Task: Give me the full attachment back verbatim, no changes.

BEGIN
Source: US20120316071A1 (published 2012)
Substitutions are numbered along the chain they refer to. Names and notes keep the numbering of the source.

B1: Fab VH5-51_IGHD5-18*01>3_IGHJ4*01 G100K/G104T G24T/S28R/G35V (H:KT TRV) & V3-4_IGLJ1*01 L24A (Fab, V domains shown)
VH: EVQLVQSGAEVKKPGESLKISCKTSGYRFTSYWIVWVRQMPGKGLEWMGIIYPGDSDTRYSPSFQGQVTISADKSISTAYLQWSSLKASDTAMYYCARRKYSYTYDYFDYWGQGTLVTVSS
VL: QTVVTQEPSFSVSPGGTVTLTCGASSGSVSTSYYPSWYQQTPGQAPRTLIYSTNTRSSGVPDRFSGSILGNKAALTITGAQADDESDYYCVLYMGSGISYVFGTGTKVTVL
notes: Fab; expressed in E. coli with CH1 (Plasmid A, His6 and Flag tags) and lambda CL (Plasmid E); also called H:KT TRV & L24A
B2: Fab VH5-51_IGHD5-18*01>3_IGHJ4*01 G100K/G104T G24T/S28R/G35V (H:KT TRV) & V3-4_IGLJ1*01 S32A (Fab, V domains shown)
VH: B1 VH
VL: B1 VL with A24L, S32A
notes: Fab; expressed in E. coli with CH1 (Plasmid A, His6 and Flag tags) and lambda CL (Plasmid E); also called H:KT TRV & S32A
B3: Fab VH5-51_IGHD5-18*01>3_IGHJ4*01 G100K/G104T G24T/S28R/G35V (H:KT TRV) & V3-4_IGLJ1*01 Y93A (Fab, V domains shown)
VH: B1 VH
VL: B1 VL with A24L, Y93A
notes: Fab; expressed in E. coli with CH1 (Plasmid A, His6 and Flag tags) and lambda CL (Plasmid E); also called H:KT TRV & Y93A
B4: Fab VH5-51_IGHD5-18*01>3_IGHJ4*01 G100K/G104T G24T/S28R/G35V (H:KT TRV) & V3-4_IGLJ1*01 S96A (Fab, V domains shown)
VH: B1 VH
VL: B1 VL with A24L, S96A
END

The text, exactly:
Source: US20120316071A1 (published 2012)
Substitutions are numbered along the chain they refer to. Names and notes keep the numbering of the source.

B1: Fab VH5-51_IGHD5-18*01>3_IGHJ4*01 G100K/G104T G24T/S28R/G35V (H:KT TRV) & V3-4_IGLJ1*01 L24A (Fab, V domains shown)
VH: EVQLVQSGAEVKKPGESLKISCKTSGYRFTSYWIVWVRQMPGKGLEWMGIIYPGDSDTRYSPSFQGQVTISADKSISTAYLQWSSLKASDTAMYYCARRKYSYTYDYFDYWGQGTLVTVSS
VL: QTVVTQEPSFSVSPGGTVTLTCGASSGSVSTSYYPSWYQQTPGQAPRTLIYSTNTRSSGVPDRFSGSILGNKAALTITGAQADDESDYYCVLYMGSGISYVFGTGTKVTVL
notes: Fab; expressed in E. coli with CH1 (Plasmid A, His6 and Flag tags) and lambda CL (Plasmid E); also called H:KT TRV & L24A
B2: Fab VH5-51_IGHD5-18*01>3_IGHJ4*01 G100K/G104T G24T/S28R/G35V (H:KT TRV) & V3-4_IGLJ1*01 S32A (Fab, V domains shown)
VH: B1 VH
VL: B1 VL with A24L, S32A
notes: Fab; expressed in E. coli with CH1 (Plasmid A, His6 and Flag tags) and lambda CL (Plasmid E); also called H:KT TRV & S32A
B3: Fab VH5-51_IGHD5-18*01>3_IGHJ4*01 G100K/G104T G24T/S28R/G35V (H:KT TRV) & V3-4_IGLJ1*01 Y93A (Fab, V domains shown)
VH: B1 VH
VL: B1 VL with A24L, Y93A
notes: Fab; expressed in E. coli with CH1 (Plasmid A, His6 and Flag tags) and lambda CL (Plasmid E); also called H:KT TRV & Y93A
B4: Fab VH5-51_IGHD5-18*01>3_IGHJ4*01 G100K/G104T G24T/S28R/G35V (H:KT TRV) & V3-4_IGLJ1*01 S96A (Fab, V domains shown)
VH: B1 VH
VL: B1 VL with A24L, S96A